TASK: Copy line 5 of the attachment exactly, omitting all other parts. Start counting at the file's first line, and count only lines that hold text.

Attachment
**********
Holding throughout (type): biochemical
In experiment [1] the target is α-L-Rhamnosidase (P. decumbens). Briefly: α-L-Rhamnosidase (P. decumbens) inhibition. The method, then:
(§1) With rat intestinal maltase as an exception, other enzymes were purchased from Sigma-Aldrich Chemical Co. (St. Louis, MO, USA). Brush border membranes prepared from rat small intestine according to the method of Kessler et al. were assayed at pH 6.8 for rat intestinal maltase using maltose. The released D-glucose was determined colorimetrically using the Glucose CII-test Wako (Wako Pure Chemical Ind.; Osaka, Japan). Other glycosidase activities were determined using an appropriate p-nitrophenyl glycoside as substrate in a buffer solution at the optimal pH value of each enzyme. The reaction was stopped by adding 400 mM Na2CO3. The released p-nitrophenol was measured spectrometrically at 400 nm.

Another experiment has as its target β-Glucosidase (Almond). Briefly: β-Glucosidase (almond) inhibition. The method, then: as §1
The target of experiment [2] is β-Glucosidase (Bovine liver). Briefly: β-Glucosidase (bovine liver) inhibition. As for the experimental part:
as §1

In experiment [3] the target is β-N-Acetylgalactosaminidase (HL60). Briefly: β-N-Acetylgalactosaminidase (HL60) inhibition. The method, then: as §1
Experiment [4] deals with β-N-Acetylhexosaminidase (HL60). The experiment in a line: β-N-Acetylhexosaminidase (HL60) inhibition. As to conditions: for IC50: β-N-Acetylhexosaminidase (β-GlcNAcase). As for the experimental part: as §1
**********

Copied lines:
The target of experiment [2] is β-Glucosidase (Bovine liver). Briefly: β-Glucosidase (bovine liver) inhibition. As for the experimental part: